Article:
Wisps drifted in the vale below and the world turned from gray to azure to green in the morning light. A warm breeze brushed Andrew's face like a lass's kiss. He wondered how he could think of a lass at a time like this. High above, it blew scuttling clouds. Troops behind him shouted angry exclamations mixed with curses. He bent from the saddle to look down the rocky slope dotted with outcrops and yellow-bloomed gorse. A thin trickle of the Spotts Burn ran through the middle of the wide vale dotted with scattered trees, a trickle seeping along the rocky way.
His father's men held the left flank. Sergeants rode beside the men-at-arms shouting orders to form into lines. The slope up was rocky with loose scree and men struggled with their sliding, skittering mounts.
Sir Waltir mac Donchie glared toward the center, half a mile away, where John Comyn's troops were in a writhing mass of disorder. Their own troops were eager for glory, shouting as they ranged themselves into lines. "I've done what I can, my lord," he said, "but they're still green as a spring meadow."
On the opposite ridge, beyond the Spotts Burn, the English were halted. Above them, a gold and black banner flew beside the red cross of St. George.
His lord father nudged his horse a step forward. As they watched, the English army formed in each direction in a triple line so long they spread out of sight. An English trumpet sounded. It was answered by another and another.
"What think you?" his father asked Sir Waltir, raising his voice over the cacophony.
"I'm not sure why Warrenne is delaying. He is not the best commander the English king has. He may still be deciding when to attack."
Andrew jumped from his saddle and led his destrier closer, its blue enameled armor clanking, to squint into the morning's glare. Pennants with devices he couldn't make out in the distance fluttered, white, green, blue, and red, above the gleaming tips of lances. The distance gave the army they faced an odd silence except for the sounding of their trumpets. God save us, look at all of them. That there are so many knights in all the world.
With a clatter of rocks flying from under his horse's hooves, John Comyn joined them. He balanced a hand on the helm in front of his saddle. "We're too many for them. They will retire."
Andrew wanted to ask: without a fight? But it wasn't his place. A flurry of tinny flourishes sounded. Once more, there was movement on the opposite side as more English chivalry moved into position, but still they held their place.
"My lord earl, if I have leave to speak..." Sir Waltir said.
Comyn looked down his thin nose but waved permission.
"De Warrenne won't dare return to his master without a fight. He will not retire without blooding his sword."
Comyn's lip curled. "Know him well, do you?"
"I fought him in Guyenne for the French king, my lord. King Edward Plantagenet is no master to have his commands ignored."
The Comyn thrust his chin toward the arrayed army. "I believe my own eyes. They don't look eager for battle."
A horseman trotted up and gave a brief bow. "My Lord of Atholl has his men on the right flank and says he awaits your decision for the charge."
"Aye," John Comyn said. "Take him word. Charge on my trumpets' sound."
In the center of the opposite line, John de Warrenne rode out, magnificent in silver armor upon a chestnut destrier, his standard-bearers flanking him, banners moving lazily in the warm air. He raised an arm. A distant horn sounded two long thin notes. In the long line, destriers stamping and tossing their heads, knights wheeled their mounts. They began a sliding descent.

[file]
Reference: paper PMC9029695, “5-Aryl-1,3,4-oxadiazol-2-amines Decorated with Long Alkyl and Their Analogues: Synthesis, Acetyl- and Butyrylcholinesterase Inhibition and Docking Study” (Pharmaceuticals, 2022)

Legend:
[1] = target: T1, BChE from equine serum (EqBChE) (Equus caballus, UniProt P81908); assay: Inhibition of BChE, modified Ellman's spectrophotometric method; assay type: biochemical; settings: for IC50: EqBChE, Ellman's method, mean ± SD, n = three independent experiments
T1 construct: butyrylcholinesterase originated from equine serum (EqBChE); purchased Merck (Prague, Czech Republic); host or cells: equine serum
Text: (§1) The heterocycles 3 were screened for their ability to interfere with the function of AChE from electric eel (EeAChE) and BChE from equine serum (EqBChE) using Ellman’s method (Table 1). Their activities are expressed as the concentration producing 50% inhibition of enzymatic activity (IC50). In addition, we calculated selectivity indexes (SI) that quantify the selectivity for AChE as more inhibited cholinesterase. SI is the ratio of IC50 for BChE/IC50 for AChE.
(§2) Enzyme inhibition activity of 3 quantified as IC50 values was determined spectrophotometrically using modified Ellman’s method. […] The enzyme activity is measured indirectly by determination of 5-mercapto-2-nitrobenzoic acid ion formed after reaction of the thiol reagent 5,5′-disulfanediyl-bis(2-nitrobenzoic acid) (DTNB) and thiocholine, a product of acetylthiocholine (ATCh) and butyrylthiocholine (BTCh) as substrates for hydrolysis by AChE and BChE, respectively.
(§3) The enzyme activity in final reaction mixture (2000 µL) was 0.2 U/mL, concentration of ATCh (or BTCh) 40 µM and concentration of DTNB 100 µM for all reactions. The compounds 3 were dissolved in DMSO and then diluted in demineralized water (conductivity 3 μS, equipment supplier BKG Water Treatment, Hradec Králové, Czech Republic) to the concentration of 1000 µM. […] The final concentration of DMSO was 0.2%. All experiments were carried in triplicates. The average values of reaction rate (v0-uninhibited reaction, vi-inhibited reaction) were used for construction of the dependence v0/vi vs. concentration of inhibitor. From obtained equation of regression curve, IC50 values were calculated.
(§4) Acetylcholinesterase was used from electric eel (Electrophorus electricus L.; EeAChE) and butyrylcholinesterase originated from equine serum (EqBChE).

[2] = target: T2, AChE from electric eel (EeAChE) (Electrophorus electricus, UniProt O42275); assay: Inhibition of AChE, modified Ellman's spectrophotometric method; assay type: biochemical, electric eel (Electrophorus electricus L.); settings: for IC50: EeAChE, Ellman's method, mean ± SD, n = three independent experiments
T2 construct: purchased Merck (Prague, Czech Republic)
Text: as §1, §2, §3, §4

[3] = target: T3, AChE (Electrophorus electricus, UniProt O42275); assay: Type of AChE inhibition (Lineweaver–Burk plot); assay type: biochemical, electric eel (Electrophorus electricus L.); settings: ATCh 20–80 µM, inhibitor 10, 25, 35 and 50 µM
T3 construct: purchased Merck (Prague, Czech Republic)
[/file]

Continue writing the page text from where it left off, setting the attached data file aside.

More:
Andrew gaped. They were moving away, diagonally to the Scots, toward the east. They were not charging. Behind, more turned and followed. Slowly, like a frozen river unjamming on a sunny day, the glittering host moved.
"I knew it!" Comyn spun his horse in a close circle towards where his own men were still flailing about, horses forcing their way up and lances askew as they tried to avoid running into each other. "We'll attack while they retire. Sound the charge!" He stood in his stirrups, waving a signal.
His trumpeters answered with a long blare.
"Again," he shouted, waving an arm over his head. "At them before they escape."
Brian handed Lord Avoch his helm. He jammed it on and took his lance as well, couching it. Andrew jumped into his saddle and grabbed his shield from his back. Guarding his father was his only job. His heart thudded so hard it rang in his ears.
"God have mercy upon us," his father said before he turned to Sir Waltir. "Sound the charge."
Haaaarooooooo Their trumpets sounded. His father gave Andrew a long look. "Stay close." He stood in his stirrups. "Moray! Moray! For Scotland and King John!" He bent over his horse's neck and kicked it to a canter.
Andrew set his horse into motion and plunged down the slope, shield raised, knee to knee with his father. The drumbeat of galloping horses shook the ground. "De Moray!" he shouted. On its hocks, his horse slid down the slope, rocks and pebbles flying. Their men took up the war cry. They shouted and screamed. Beside him, Brian hunched over his lance with a ululating bellow. His ears rang with the cries. Scotland! Scotland! Scotland!
The English continued their retiral. The shouts and hoofbeats of Comyn's troops seemed to go further away. Andrew glanced over his shoulder. The whole line of Comyn chivalry was split off, climbing the steep slope to hit the English from the rear. When he looked back, the glittering line of English knights whom they pursued had slowed to a walk.
A distant trumpet blew twice. Another. A new line of English horse thundered into sight at the top of the ridge. The hoofbeats were a rumble of drums. The line thundered down on them.
The fleeing line of English knights pulled up, jerked reins, horses reared, pawed the air. They wheeled. The sun caught the points of their lances like a thousand flames.
The trap snapped shut.